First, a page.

Published on Feb 9, 2014
Heat stored in the western Pacific Ocean caused by an unprecedented strengthening of the equatorial trade winds appears to be largely responsible for the hiatus in surface warming observed over the past 13 years.
New research published in the journal Nature Climate Change indicates that the dramatic acceleration in winds has invigorated the circulation of the Pacific Ocean, causing more heat to be taken out of the atmosphere and transferred into the subsurface ocean, while bringing cooler waters to the surface.
“Scientists have long suspected that extra ocean heat uptake has slowed the rise of global average temperatures, but the mechanism behind the hiatus remained unclear” said Professor Matthew England, lead author of the study and a Chief Investigator at the ARC Centre of Excellence for Climate System Science.
“But the heat uptake is by no means permanent: when the trade wind strength returns to normal – as it inevitably will – our research suggests heat will quickly accumulate in the atmosphere. So global temperatures look set to rise rapidly out of the hiatus, returning to the levels projected within as little as a decade.” – Earth imagery courtesy of NASA
RealClimate Going with the wind
A new paper in Nature Climate Change out this week by England and others joins a number of other recent papers seeking to understand the climate dynamics that have led to the so-called “slowdown” in global warming. As we and others have pointed out previously (e.g. here), the fact that global average temperatures can deviate for a decade or longer from the long term trend comes as no surprise. Moreover, it’s not even clear that the deviation has been as large as is commonly assumed (as discussed e.g. in the Cowtan and Way study earlier this year), and has little statistical significance in any case. Nevertheless, it’s still interesting, and there is much to be learned about the climate system from studying the details.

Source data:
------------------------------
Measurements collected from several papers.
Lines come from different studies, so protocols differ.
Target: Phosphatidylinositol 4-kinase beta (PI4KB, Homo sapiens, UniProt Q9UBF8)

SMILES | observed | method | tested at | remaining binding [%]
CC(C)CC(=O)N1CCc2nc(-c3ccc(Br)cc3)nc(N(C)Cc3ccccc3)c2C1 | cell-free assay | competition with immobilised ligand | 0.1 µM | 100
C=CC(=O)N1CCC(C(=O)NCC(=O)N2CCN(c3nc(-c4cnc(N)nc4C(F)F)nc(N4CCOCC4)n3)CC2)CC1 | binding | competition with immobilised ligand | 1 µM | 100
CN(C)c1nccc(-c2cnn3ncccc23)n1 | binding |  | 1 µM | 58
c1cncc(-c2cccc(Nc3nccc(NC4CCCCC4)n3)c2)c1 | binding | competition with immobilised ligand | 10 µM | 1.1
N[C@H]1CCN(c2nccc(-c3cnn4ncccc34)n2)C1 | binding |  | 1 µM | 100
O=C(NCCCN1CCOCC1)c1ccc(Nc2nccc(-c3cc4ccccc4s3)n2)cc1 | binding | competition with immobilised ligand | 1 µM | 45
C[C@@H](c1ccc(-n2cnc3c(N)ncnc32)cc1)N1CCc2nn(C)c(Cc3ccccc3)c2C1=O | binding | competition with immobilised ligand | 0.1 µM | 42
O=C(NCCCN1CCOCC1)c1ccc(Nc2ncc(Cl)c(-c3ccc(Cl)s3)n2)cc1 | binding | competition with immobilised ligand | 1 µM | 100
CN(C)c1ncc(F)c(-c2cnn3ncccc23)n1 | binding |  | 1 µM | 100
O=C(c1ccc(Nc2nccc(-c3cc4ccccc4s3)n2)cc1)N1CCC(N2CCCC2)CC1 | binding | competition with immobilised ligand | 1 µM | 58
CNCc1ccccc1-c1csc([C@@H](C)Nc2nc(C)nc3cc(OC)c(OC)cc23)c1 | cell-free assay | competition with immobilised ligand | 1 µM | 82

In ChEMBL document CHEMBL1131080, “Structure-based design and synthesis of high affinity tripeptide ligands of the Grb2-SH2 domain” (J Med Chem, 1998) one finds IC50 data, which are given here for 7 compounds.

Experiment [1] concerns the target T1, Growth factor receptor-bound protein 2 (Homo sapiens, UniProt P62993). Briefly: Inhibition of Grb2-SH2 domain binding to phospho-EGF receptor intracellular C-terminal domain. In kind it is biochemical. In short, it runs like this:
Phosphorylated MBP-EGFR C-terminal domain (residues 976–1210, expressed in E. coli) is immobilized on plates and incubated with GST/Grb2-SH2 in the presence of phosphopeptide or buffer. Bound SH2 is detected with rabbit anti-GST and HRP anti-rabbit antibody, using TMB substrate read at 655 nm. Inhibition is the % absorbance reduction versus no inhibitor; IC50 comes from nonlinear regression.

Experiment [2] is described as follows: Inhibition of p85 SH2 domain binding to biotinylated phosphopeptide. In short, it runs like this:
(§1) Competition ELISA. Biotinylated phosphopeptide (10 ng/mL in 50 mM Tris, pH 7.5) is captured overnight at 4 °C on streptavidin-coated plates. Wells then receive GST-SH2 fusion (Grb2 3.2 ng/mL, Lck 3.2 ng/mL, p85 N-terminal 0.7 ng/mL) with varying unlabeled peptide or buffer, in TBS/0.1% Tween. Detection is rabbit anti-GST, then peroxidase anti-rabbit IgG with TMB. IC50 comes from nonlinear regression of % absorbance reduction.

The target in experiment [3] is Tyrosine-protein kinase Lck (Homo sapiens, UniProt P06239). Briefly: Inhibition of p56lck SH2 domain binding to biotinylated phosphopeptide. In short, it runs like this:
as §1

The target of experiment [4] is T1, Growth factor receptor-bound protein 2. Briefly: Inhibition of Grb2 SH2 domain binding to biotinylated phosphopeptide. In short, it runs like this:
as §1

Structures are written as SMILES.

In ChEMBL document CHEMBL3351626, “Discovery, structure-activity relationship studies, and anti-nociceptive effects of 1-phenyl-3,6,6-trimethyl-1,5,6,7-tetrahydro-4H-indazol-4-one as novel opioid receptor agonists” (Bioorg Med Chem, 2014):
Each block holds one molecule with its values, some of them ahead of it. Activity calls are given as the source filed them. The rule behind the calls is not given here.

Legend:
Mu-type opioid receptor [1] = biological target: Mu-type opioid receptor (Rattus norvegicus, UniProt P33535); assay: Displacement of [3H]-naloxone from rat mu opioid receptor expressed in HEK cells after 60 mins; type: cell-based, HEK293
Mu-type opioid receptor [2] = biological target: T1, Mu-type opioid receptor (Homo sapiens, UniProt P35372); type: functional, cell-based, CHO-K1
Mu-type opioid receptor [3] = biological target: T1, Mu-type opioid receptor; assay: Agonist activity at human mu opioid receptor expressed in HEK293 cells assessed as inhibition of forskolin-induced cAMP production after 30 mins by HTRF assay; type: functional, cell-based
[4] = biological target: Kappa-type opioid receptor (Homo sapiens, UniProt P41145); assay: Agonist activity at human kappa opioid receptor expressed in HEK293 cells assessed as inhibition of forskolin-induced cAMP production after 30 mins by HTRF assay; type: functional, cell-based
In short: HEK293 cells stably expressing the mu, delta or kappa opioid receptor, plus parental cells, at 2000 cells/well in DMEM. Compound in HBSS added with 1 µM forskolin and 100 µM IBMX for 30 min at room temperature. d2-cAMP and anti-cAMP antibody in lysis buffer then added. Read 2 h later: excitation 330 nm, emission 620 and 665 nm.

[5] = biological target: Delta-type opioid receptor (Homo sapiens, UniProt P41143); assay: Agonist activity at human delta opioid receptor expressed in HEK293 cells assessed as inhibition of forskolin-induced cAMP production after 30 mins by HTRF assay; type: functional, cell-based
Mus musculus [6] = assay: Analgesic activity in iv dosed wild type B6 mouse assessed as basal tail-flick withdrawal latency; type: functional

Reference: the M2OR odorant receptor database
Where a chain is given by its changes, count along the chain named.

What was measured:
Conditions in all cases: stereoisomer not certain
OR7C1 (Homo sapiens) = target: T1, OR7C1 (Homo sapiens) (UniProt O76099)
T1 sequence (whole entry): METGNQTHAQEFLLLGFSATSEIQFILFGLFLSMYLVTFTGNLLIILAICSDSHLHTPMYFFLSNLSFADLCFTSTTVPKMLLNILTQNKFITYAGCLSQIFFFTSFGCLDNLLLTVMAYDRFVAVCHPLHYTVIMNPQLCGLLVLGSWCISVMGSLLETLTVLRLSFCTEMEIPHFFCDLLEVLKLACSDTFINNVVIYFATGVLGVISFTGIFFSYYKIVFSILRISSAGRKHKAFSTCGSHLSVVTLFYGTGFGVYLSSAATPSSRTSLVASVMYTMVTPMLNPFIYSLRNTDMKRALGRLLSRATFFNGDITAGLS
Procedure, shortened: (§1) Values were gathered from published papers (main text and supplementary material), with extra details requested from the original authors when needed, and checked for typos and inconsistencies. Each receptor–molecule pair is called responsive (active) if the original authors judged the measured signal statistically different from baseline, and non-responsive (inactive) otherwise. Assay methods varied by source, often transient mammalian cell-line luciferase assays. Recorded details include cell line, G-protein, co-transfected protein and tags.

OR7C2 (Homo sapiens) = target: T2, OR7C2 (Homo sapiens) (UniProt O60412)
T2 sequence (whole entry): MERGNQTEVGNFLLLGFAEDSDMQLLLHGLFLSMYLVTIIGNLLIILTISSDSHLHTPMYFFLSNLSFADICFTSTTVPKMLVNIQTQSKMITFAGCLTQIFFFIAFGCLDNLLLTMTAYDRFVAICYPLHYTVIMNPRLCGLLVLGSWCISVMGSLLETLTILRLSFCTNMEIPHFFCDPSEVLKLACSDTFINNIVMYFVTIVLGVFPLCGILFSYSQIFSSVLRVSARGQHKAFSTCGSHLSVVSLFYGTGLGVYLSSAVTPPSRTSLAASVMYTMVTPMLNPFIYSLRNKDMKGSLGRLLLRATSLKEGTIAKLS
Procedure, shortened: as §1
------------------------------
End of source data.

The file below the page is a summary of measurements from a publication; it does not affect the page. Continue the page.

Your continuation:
The Guardian: Stronger Winds Shift Heat to Deeper Pacific
Unprecedented trade wind strength is shifting global warming to the oceans, but for how much longer?
New research attributes the surface warming slowdown to accelerating trade winds mixing more heat into the oceans
Global temperature 2013
The global temperature data for 2013 are now published. 2010 and 2005 remain the warmest years since records began in the 19th Century. 1998 ranks third in two records, and in the analysis of Cowtan & Way, which interpolates the data-poor region in the Arctic with a better method, 2013 is warmer than 1998 (even though 1998 was a record El Nino year, and 2013 was neutral).
The ‘pause’ in global warming is not even a thing
All signs point to an acceleration of human-caused climate change. So why all this talk of a pause?